Known risk, unforeseen consequences.
Pandemic risk is certainly not new to the insurance industry. During the 2015 Business for Social Responsibility conference, themed ‘Resilient business, resilient world’, the then AXA Group chairman Henri De Castries stressed the increasing risk of global pandemics, explaining that “The transmissibility is higher than before […] The speed at which bad things can travel is getting bigger”.
However, 2Q2020 government measures that put 90% of the world GDP under lockdown were certainly unforeseen and have stretched the insurability of this pandemic risk.
According to estimates, the COVID-19 outbreak could cost $100bn of claims, ranking as one of the most expensive years for the industry. One could think that it will be a minor dent for this $5tn market, but most of these claims will be concentrated in a few lines of business, namely events cancellation, business interruption and trade credit insurance (TCI).
Because of the nature of TCI contracts and due to the unprecedented (but yet temporary) magnitude of fiscal stimulus from governments, the claims expenditure to TCI carriers and reinsurers will last until late 2021 and could reach $46bn. Those estimates are based on the great financial crisis precedent and the historical correlation between GDP, insolvencies and TCI claims.
This financial impact, together with the operational implications of lockdowns, definitely constitute a black swan event that will not only have an extreme impact on insurance but will certainly reshape the industry with far-reaching implications.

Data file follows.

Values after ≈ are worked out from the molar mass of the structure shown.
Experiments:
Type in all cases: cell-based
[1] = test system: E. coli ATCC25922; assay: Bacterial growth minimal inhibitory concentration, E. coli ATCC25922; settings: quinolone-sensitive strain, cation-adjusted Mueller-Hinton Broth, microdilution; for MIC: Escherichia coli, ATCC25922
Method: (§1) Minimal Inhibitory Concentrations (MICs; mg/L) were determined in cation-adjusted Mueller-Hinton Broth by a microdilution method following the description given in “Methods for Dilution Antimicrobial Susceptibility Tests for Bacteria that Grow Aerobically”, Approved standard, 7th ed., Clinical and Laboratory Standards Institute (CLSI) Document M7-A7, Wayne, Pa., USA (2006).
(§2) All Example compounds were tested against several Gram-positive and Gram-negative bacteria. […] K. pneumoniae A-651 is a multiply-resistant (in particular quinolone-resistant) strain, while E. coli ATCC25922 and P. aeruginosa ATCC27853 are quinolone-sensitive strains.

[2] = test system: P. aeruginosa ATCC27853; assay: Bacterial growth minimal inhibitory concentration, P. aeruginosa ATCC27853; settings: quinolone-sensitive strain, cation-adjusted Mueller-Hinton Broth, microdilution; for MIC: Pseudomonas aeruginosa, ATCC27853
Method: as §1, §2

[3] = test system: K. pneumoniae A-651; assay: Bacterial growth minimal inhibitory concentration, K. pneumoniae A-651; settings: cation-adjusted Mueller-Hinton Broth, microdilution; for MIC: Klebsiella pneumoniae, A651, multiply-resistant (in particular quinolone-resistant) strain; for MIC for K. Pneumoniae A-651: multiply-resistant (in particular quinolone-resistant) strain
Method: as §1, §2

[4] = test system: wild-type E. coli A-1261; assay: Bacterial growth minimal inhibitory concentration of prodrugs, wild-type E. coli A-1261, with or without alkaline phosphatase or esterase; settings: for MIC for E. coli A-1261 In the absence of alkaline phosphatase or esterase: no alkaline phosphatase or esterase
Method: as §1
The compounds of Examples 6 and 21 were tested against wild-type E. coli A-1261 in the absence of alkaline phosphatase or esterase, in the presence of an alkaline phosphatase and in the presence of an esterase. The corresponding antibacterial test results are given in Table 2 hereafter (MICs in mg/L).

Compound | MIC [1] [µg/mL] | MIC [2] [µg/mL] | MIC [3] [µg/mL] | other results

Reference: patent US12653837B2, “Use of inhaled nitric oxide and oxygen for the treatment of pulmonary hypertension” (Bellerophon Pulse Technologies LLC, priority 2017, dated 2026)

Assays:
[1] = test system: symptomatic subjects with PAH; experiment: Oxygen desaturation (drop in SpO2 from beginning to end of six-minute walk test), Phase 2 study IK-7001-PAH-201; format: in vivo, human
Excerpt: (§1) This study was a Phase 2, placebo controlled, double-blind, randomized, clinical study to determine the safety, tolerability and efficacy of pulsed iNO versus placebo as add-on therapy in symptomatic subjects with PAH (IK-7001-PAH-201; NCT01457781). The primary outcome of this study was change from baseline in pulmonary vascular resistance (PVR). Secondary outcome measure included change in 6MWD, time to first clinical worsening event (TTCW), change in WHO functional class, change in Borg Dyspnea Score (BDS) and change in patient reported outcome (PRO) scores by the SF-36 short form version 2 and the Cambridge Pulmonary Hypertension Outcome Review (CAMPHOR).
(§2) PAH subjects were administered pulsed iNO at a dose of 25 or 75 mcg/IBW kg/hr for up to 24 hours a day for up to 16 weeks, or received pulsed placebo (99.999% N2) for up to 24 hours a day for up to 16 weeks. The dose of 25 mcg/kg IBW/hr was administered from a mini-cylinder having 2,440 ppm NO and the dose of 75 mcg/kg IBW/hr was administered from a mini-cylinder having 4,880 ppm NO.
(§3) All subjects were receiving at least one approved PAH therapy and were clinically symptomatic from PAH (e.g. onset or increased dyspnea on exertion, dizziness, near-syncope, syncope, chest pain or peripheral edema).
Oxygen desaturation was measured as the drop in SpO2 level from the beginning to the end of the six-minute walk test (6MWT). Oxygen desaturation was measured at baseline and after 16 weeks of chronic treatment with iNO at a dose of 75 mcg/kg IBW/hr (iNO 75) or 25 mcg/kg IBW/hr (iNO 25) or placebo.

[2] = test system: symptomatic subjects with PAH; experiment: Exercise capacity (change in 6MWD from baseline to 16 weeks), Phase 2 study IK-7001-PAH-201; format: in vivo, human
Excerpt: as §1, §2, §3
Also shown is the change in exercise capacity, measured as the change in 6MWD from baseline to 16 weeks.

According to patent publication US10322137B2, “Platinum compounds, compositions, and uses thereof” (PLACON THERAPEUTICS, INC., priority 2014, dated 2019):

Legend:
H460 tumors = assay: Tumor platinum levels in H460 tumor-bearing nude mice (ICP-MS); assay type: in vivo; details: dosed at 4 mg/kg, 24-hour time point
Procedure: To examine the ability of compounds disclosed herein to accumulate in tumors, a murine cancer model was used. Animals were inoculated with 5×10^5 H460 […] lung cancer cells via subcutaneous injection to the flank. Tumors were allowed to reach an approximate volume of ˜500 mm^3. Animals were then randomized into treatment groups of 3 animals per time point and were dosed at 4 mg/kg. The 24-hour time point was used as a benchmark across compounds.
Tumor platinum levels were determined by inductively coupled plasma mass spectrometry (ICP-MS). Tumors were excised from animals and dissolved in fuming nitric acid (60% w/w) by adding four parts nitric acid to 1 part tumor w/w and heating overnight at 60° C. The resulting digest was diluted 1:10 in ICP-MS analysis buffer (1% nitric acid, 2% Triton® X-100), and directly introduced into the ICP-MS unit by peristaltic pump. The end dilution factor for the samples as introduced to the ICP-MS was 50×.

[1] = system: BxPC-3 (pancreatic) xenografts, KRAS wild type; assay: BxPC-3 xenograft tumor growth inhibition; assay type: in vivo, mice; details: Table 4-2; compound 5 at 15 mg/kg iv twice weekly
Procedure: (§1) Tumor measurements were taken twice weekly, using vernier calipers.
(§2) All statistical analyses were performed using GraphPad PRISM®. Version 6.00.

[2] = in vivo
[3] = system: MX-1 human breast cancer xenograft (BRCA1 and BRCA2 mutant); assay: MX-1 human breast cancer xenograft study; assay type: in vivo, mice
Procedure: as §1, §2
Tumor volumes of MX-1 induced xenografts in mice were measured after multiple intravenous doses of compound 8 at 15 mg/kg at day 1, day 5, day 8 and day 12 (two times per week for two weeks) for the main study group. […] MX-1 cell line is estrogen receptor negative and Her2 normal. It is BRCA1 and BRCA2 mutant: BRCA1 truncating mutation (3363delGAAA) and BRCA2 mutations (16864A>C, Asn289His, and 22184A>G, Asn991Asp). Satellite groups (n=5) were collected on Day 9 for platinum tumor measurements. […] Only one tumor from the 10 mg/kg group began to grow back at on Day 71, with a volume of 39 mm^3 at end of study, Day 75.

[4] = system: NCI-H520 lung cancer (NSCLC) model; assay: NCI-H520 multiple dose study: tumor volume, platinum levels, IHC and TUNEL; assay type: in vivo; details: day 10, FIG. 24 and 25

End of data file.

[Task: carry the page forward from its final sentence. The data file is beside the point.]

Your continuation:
Product design, capacity and regulation
I have no doubt that the insurance industry will adapt products and wordings across all lines of business that will mitigate such pandemic risks consequences over time. The extent of the risk transfer and indemnification levels might not be as comprehensive as policyholders’ expectations from the outset, but this will be a learning process. COVID-19’s impact on insured lives and assets will also give plenty of simulation opportunities for data scientists to fine-tune pricing.
The notorious excess of reinsurance capacity might not flow quickly initially as reinsurers may start with a shy and prudent approach to this type of events. There will be a cost to it, but capital will be deployed over time. Governments have already provided capacity, on top of the private market.
Policymakers will probably make pandemic coverage mandatory, and not only for health insurance.
For TCI, the speedy and efficient deployment of government backstop mechanisms will be enhanced further.
Insurance players that were already engaged in digitalisation have been more resilient during the lockdown period. The gap will widen between pioneers and faster learners on the one hand, and late (reluctant) adopters on the other hand. For the latter, digital experience now becomes the top priority across all lines of business, but I believe those who have a holistic approach to digitalisation (ie, factoring omni-channel operating models, smart working for employees) will accentuate further their competitive edge.
Purposes and prevention challenge
The way insurers supported their policyholders during this historical period will stick in people’s memories and have a long-term impact on the industry’s brands and trust. I believe this period is a great test for carriers ‘purposes’ that are often advertised. In TCI, the fine line between trade facilitation and credit risk management will be stretched further.
As many market participants position themselves in the prevention territory by offering ancillary services beyond basic indemnification benefits, it will be interesting to observe the emergence of ‘resilience’ advice and prevention initiatives. M